Alexander started his career with local youth side Edina Hibs in Niddrie, Edinburgh and attracted interest from Arbroath, agreeing scholarship terms with the club. However, at the age of 18, Alexander was spotted by Stenhousemuir manager Terry Christie while playing for Adina. Christie had initially gone to watch the side play at a public park with his son after the team coach Bill Harper recommended one of the sides defenders to him but instead spotted Alexander and immediately signed him for Stenhousemuir, despite not knowing his name at the time.[8] Christie later remarked "You could see the talent he (Alexander) had in that one game. He was streets ahead of everyone else".[8] After establishing himself in the first-team for two seasons, he moved to Livingston in 1998, where he was part of Scottish Second Division and Scottish First Division title-winning sides during a three-year spell.[9] During his time at the club, Alexander attracted attention from various British clubs including Everton and old firm duo Rangers and Celtic.[10]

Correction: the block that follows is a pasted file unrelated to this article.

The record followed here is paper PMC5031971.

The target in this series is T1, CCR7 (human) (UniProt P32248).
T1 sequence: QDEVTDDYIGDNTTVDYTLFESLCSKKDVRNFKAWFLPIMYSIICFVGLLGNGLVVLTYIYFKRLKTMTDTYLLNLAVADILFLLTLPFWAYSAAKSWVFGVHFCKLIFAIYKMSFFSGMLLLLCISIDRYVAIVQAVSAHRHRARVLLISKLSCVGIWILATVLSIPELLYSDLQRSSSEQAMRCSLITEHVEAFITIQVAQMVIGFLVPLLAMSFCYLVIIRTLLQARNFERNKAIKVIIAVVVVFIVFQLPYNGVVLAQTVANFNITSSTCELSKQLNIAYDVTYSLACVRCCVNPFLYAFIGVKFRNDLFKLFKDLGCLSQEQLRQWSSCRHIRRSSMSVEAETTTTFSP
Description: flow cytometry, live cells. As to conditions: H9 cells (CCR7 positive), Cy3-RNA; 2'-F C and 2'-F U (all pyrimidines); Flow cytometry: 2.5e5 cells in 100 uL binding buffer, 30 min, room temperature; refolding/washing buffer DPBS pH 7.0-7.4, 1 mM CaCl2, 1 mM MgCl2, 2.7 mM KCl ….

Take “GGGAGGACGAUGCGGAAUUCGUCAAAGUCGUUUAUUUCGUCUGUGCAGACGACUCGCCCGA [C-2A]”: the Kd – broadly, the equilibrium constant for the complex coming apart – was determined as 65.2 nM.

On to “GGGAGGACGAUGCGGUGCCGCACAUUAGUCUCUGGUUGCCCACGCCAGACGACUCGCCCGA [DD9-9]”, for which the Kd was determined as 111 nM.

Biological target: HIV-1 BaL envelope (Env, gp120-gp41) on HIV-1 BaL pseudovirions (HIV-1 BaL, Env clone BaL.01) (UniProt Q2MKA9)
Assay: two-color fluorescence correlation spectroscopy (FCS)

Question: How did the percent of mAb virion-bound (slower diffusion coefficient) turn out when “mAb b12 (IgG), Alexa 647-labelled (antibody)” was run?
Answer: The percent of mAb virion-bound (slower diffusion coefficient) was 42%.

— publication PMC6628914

Cardiff City[edit]

On 28 May 2001, he joined Football League Second Division side Cardiff City for a nominal fee of £130,000,[10][11][12] with chairman Sam Hammam stating his belief that Alexander had the potential to play at international level in the future.[13] The club had been rejected on several occasions prior to this when attempting to sign a new goalkeeper, failing in bids to sign Andy Marriott, Stewart Kerr and Jamie Langfield,[14] and had originally traveled to watch his Livingston teammate Ian McCaldon, even preparing a bid for the player, but discovered that Alexander was soon to be out of contract and could be signed for a much lower price.[10] He made his debut for the club on the opening day of the 2001–02 season, keeping a clean sheet during a 1–0 victory over Wycombe Wanderers.[15] At the time of his arrival, chairman Hammam's investment had seen the club rise from the Third Division to pushing for promotion to the First Division in four years and Alexander remained ever present in league competition during his first season as the club were eliminated in the play-off semi-final by Stoke City.[16] Following his first season, Alexander stated that his aims were "to be Cardiff City's regular goalkeeper and Scotland's number one."[10]